Atlantic Salmon are a fish native to Ireland and most rivers will see salmon between spring and autumn. You can catch salmon in Irish waters from the start of the year, through to October and the larger fish called Springers, are more likely to be found in the earlier part of the year, weighing up to 9lbs. The graceful salmon are beautiful to behold and to say you’ve caught one, especially quickly, is a victory indeed! The best place to catch a Springer is on the River Drowes in County Donegal or River Laune in County Kerry.
The biggest salmon run consists of grilse or summer salmon. They are the most sporty and fast-paced, acrobatic fish and are ready to accept flies or well-presented baits. They can weigh from three to six pounds and are found throughout the country. The main running times vary between river systems, but most begin in June. This is when fisheries like Moy in County Mayo and Munster Blackwater in County Cork enjoy amazing sport in a natural atmosphere. Irish run grills are some of the most productive in Western Europe and offer salmon fishermen the best chance of success.
Many Irish rivers also have a large flow of salmon with the first rain fall. This fall run is often the biggest share of adult salmon returning to the catchment. These fish continue to enter the system after the season closes and thus ensure productive fishing of salmon in many waters until the end of the season. If you’ve a passion for fishing, then consider a fishing break and get here with Irish Airports like https://irelandwestairport.com/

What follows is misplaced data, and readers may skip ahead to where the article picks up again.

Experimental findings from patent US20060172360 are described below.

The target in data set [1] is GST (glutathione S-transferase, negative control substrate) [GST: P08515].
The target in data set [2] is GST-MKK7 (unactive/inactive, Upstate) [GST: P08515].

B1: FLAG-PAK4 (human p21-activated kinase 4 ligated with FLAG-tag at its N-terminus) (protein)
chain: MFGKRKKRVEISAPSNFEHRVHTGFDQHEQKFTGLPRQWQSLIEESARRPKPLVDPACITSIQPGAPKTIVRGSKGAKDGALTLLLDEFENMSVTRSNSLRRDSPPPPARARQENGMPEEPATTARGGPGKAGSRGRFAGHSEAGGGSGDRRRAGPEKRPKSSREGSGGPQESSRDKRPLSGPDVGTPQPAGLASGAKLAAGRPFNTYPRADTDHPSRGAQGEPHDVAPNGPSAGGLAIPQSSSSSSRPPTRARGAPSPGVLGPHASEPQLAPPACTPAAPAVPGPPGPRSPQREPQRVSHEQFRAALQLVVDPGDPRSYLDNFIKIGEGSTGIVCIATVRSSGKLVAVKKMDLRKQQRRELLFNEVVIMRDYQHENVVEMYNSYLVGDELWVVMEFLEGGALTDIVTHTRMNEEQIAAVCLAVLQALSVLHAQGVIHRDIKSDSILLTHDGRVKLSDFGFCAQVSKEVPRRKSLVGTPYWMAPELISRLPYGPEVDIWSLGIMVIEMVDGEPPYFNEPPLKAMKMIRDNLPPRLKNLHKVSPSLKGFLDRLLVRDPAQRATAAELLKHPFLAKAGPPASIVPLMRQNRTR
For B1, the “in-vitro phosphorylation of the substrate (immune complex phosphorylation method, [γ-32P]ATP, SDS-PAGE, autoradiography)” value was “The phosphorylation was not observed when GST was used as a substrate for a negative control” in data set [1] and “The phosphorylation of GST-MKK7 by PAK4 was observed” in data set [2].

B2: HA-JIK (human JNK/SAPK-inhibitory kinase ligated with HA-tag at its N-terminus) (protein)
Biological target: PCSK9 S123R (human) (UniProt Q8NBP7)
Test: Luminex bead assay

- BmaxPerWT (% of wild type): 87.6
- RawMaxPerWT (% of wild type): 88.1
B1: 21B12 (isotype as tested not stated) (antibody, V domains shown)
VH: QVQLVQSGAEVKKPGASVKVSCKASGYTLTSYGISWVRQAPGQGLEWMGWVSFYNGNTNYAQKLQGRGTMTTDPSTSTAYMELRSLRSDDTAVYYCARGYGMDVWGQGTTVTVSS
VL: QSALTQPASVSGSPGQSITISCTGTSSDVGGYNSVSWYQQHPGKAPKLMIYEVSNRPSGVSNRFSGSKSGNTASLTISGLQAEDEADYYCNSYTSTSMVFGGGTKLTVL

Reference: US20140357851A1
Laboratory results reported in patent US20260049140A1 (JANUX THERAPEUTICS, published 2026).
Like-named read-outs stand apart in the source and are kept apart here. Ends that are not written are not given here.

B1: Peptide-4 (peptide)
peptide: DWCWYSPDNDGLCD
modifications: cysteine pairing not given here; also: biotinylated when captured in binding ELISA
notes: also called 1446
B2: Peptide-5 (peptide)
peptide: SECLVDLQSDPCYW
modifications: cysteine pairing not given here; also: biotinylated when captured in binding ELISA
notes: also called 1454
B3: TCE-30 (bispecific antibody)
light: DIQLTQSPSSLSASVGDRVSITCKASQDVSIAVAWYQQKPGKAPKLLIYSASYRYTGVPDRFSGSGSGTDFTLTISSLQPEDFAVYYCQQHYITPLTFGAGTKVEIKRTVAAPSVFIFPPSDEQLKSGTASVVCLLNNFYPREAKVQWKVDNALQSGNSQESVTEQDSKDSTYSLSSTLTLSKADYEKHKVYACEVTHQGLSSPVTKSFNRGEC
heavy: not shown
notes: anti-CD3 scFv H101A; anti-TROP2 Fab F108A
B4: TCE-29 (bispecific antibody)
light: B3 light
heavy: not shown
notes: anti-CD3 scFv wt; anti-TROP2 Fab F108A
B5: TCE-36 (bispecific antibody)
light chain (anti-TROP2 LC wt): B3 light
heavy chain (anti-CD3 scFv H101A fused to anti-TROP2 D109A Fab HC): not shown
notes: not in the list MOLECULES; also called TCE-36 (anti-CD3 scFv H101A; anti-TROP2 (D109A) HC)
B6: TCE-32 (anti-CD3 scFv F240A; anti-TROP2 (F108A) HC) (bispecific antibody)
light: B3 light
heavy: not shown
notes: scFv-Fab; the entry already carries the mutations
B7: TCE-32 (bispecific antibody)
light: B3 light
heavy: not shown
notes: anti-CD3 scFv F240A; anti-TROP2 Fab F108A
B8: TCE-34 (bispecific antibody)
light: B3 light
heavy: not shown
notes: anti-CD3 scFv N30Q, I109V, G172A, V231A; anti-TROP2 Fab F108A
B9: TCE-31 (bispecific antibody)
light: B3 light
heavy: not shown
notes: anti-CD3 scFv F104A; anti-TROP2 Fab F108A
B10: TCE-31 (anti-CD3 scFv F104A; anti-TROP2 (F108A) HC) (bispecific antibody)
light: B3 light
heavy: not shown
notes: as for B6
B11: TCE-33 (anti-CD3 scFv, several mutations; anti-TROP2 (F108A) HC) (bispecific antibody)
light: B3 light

Lough fishing for salmon is a speciality in Ireland. Most fish are best if there are good waves.
Boat fishing allows anglers to gain access to water and fish that could not be reached from the river’s edge. They also allow anglers to cover a larger area of water than when fishing at a bank. Boats can be rented at all major fishing centres. The echo sounder is a useful aid on a larger lough. This equipment is used primarily to ensure depth, and to find fish and the depth in which they eat.
Lough Gill is pretty large, approximately 6.5 miles in length from east to west and 2.5 miles wide at its thickest point. It can be found to Sligo’s east by approximately 3 miles and conveniently there is public access and parking. The lough contains both salmon and brown trout. Some loughs have a reputation for having salmon as the dominant angler species and this is one of them. Most of the fishing here is done by the method of trolling with February and March being considered good months, along with May, but after that salmon fishing is over for this season.
The Bonet River rises north of Manorhamilton, County Leitrim, on Glenade Lake. It flows south, past the town of Manorhamilton, then turns west, and on to the east part of Lough Gill. It is a great fishery for spring salmon and grilse, with fishing dependent on the water levels. This river has a number of private fisheries and syndicate waters.